Mean (SD)

Mean (SD)

Mean (SD)

Improved

36

7.47 (1.70)

3.32 (2.96)

4.15 (2.37)

Stable
Improved
Stable

22
36
22

7.76 (1.67)
6.03 (1.84)
6.57 (2.04)

5.47 (3.12)
2.25 (2.52)
3.53 (2.53)

2.29 (2.42)

Severity

Improved
Stable

36
22

6.09 (1.94)
6.45 (1.86)

2.27 (2.18)
3.78 (2.59)

3.83 (2.05)

Interference

Improved
Stable

36
22

4.82 (2.69)
4.65 (2.94)

2.02 (2.50)
2.55 (2.84)

2.80 (2.60)

Pain Score
Worst pain
Average pain

3.78 (2.18)
3.04 (2.27)
2.67 (2.22)
2.10 (2.90)

MCIDs
1.86 (45.72)
0.74 (54.38)
1.16 (52.88)
0.70 (52.69)

MCIDs: minimum clinically important dierences.


Grouped according to responses from treatment satisfaction questionnaire.
Expressed as score reduction (Improved, Stable) and percent reduction from baseline.

subjects with CLBP showed mean improvement of pain


intensity (0.93 point at by the end of intervention and
2.08 at 6 month follow up) [20]. The comparison of 1-week
of pain intensity change was not available since data was not
shown for this study. The greater improvement of our study
after 1-week APA shows the potential benefit to reduce CLBP.
Further studies are needed to validate the analgesic eects of
APA treatment for longer duration following the treatment.
The MCIDs (mean ranged from 0.74 from 1.86 and
1225% change) calculated in this study were lower than
other previous studies, which had approximately a 2-point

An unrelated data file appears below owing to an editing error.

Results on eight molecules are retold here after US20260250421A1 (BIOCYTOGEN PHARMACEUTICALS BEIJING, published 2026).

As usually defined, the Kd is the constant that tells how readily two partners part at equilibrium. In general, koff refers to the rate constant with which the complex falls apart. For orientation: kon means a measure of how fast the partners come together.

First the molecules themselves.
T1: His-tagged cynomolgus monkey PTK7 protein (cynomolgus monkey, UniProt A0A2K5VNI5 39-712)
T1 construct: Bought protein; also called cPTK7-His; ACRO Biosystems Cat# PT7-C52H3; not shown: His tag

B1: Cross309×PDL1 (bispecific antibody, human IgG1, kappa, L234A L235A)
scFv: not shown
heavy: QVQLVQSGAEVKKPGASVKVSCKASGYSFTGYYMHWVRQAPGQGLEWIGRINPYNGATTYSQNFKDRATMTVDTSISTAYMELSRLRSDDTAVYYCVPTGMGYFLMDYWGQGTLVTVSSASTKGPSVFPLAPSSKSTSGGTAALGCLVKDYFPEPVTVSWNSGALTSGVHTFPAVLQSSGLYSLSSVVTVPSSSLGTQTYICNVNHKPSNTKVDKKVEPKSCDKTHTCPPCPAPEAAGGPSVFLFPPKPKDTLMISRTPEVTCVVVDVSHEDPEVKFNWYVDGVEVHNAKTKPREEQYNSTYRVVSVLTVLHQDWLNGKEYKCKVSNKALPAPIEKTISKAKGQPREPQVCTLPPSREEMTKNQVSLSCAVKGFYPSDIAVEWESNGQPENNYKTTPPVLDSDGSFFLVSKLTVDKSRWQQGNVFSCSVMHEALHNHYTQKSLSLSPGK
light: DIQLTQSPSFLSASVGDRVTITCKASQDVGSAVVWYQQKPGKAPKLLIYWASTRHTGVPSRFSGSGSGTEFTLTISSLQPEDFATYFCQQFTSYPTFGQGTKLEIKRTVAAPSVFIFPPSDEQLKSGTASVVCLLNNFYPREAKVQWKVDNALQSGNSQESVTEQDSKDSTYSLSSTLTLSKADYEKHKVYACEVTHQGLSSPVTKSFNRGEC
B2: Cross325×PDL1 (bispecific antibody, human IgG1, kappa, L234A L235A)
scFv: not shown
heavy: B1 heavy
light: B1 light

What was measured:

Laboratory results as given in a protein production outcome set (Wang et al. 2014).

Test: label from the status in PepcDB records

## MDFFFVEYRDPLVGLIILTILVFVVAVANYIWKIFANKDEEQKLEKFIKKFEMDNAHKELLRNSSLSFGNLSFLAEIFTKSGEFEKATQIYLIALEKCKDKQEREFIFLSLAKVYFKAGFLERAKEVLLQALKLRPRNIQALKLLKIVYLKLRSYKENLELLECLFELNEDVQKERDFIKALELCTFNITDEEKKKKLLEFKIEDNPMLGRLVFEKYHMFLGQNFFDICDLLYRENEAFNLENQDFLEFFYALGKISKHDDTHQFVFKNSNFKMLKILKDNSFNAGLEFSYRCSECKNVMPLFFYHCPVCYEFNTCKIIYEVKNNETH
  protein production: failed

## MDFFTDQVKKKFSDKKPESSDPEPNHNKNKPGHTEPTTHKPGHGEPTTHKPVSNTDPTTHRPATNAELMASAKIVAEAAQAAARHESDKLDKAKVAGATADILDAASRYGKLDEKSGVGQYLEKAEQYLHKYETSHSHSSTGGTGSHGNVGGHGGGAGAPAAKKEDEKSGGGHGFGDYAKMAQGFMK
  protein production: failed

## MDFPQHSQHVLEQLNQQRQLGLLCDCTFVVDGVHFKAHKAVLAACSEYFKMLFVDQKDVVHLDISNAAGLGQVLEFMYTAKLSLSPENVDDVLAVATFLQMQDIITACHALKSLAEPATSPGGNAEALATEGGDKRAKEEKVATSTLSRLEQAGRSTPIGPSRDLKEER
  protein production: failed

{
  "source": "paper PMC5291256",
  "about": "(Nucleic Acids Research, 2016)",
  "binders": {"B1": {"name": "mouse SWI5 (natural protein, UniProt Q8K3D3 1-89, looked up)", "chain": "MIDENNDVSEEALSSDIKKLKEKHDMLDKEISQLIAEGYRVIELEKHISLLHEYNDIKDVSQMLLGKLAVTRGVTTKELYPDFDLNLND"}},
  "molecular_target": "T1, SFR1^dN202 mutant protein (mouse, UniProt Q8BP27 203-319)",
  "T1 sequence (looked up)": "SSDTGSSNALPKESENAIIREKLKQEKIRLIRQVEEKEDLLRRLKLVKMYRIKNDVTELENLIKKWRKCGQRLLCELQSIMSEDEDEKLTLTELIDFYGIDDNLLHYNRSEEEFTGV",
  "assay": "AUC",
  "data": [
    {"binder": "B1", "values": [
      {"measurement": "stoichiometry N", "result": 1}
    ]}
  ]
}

improvement (3555% improvement) [27, 40]. These estimates are greater than our study findings. These dierences
may be due to the dierent patients studied, pain types,
and study design. In our study, we assessed only a 1-week
APA treatment, without control/placebo groups. We used

patients rated improvement on a scale of a 5-category


assessment and previous studies used scale of 7-category
ordinal assessment as the anchor for the BPI. Therefore, our
study had a lower response profile.
APA is an extremely aordable therapy to practice and
research. One tape with seeds costs about $0.12 and every
APA treatment may cost from $1.2 to $2.4, depending on
how many tapes were used. The most significant advantage
of APA is that once the tapes are placed by a trained
practitioner, the patients can press the acupoints at home
by themselves. In contrast, subjects who receive acupuncture
treatment need to visit the therapists oce to receive the
treatment administered by the registered acupuncturist. The
number and frequency of acupuncture treatments vary, but
a minimum of 12 sessions of acupuncture is suggested for
CLBP to get the most benefits (2 sessions per week for 4

Evidence-Based Complementary and Alternative Medicine

7
Average pain

10

10

6
Score

Score

Worst pain

0
Baseline

0
Baseline

(a)

Interference

10

10

6
Score

Score

(b)

Severity

1
1

Improved
Stable

Improved
Stable

0
Baseline

0
Baseline

Improved
Stable

Improved
Stable
(c)

(d)

Figure 4: Change patterns of worst pain, average pain, pain severity, and pain interference from baseline to day 7 between subjects who were
self-rated Improved and Stable groups.

weeks and then 1 session per week for 4 weeks) [10]. The
cost of acupuncture treatment varies and may range from
$65 to $125 per session [41]. Medicare and Medicaid do not